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Should Suzuki and Mitsubishi Just Go Away?

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2009 Suzuki SX4 Man FWD

2009 Suzuki SX4 Man FWD

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You'd have to go back decades to find a tougher auto market than the current one, and the massive sales decline is global.

But thus far, no automakers have exited the tough US market, where sales are running at a level of 10 million vehicles--versus almost 17 million just three years ago. Now a Japanese financier wants that to change.

Yesterday in Japan, the chief executive of Fukoku Capital Management Inc., Yuuki Sakurai, suggested that both Suzuki and Mitsubishi should withdraw from the US market.

Sales slumps

Both companies have seen their sales plummet by more than half. Mitsubishi's volume is down 51 percent, and Suzuki's a stunning 60 percent.

According to Automotive News, Suzuki's June sales decline of 78-percent was the worst in the industry. The trade publication attributed the losses to a leaner product line.

Suzuki has discontinued its Reno and Forenza small cars, and it is hampered by short supplies of its XL-7 crossover. The plant in Ontario, Canada, where the XL-7 is made has been idle for months during changeover to the new 2010 Chevrolet Equinox and 2010 GMC Terrain models also built there.

To pump up its sales, the company recently offered a free $270 gas card on top of existing rebates on its 2009 Suzuki SX4 small hatchback and sedan.

As for Mitsubishi, the sales decline began way back in 2003. That was the year when its program of offering low-interest loans to buyers with marginal credit proved disastrously costly, despite the significant boost to short-term sales it had generated.

Huge numbers of those buyers ended up defaulting, leaving Mitsubishi to with hundreds of millions of dollars of losses and lots full of repossessed cars worth only a fraction of the outstanding loan balances. Its sales have never entirely recovered.

Buyers face tough credit

Today, Mitsubishi and Suzuki each sell mostly smaller, inexpensive subcompact and compact cars. And entry-level buyers in those segments have been hit particularly hard by the credit crunch, experiencing great difficulty in getting affordable auto loans.

Nonetheless, in the last 20 years, the only make that has exited the US market has been Isuzu, which stopped selling passenger cars several years ago after a successful run in the 1980s.

But it continued to sell a dwindling number of pickup trucks until last year, so that most of its dealers ended up closing through attrition. That saved Isuzu from a costly program of having to buy out their franchises.

Several European makers--Alfa Romeo, Fiat, Peugeot, Renault, and Sterling--gave up on US sales during the 1980s. The US market is widely considered the most competitive in the world, with comparatively low car prices and very high customer expectations.

If either Suzuki or Mitsubishi does leave, however, it won't be easy. They will have to wind down dealer networks they have built up over two decades, and arrange for continuing parts and service for their remaining owners.

At least one executive is standing fast. “We will never give up the U.S. market,” said Osamu Masuko, president of Mitsubishi Motors, yesterday in Japan.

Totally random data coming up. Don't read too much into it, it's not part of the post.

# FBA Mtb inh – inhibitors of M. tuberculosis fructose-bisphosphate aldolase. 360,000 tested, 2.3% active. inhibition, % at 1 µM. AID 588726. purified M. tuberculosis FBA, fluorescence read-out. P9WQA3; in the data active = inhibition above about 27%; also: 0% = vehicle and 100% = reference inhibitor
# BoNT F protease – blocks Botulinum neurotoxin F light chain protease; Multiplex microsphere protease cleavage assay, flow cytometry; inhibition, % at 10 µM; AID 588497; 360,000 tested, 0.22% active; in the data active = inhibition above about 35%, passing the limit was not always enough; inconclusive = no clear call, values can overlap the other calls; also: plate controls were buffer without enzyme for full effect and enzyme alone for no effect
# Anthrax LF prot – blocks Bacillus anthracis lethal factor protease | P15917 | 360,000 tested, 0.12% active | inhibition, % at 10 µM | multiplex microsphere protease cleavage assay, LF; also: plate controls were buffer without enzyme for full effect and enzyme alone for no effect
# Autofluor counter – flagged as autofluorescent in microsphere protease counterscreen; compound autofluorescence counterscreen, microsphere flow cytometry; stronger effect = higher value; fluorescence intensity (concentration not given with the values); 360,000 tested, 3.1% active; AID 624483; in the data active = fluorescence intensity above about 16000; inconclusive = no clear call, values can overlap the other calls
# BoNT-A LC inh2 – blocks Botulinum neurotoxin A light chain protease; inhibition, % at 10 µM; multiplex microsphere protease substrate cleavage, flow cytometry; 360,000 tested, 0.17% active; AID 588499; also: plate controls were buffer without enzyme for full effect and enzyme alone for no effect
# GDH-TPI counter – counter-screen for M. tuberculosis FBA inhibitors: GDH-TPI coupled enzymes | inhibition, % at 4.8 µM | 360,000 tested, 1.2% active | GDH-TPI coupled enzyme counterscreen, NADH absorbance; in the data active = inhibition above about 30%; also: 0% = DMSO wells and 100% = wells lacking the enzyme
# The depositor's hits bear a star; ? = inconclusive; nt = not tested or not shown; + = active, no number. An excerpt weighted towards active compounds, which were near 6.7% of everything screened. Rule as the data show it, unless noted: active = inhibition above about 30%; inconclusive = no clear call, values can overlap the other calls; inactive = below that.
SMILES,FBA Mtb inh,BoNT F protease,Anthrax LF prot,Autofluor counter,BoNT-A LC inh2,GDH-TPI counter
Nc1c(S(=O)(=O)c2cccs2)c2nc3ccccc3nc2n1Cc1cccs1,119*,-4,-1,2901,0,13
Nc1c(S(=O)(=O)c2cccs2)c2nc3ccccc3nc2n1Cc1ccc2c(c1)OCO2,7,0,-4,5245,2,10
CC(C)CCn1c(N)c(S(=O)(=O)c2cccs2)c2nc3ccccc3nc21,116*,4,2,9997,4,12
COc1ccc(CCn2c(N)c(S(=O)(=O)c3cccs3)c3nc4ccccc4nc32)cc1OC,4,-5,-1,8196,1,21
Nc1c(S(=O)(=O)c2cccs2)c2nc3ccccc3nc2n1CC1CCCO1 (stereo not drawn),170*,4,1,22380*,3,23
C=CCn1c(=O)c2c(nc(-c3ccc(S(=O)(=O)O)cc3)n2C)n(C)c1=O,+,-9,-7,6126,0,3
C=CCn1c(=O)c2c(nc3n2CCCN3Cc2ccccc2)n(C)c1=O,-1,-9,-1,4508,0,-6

2009 Mitsubishi Lancer

2009 Mitsubishi Lancer

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[Bloomberg, Automotive News]

 
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Comments (4)
  1. If only they could import their micro car class of vehicles, then they would have a market mostly to themselves as no traditional domestic nor most of the European car companies sell platforms in this size and weight category. BTW, how the author of this piece could leave out Daihatsu, but mention Sterling, who sold cars for roughly HALF the time Daihatsu did, seems to be an oversight.

  2. It would be a sad sad day to have Mitsubishi go. As far as Japanese manufacturers go, Honda and Toyota products are BOORRINGG... Mazda has completely ruined their styling with their production interpretation of the "nagare" design theme. Mitsubishi has excellent product in the Lancer and Outlander (both Japanese built) and great product in the works. Cash is just tight for Mitsubishi which makes it hard for them to bring new marketing and product. If they can get their Galant replacement mid-size vehicle ZT concept out, I definitely see them coming back.

  3. It would be sad to see Mitsubishi leave the US. It has had a number of quality issues but does at least have some exciting vehicles. Suzuki on the other hand should stick with with Motorcycles here unless it comes up with a complete new product line and not one that is badge engineering at its worst ala the Equator pickup. Love em or hate them, I'm not sure how anyone can compare GM to either of these companies.

  4. Both Suzuki and Mitsubishi offer better value (i.e. what you get for what you pay) than most of the companies they compete with in the Compact/Midsize SUV/CUV categories. Suzuki has excellent competence when it comes to building engines and 4WD systems, but lacks access to a global parts bin which is why they team up with companies like GM. Mitsubishi has better competence with product design, and has some interesting proprietory engineering themselves. If you ask me, they should merge or at least form a joint venture with cross-patents to reduce costs and each focus on different segments.
    My two cents.

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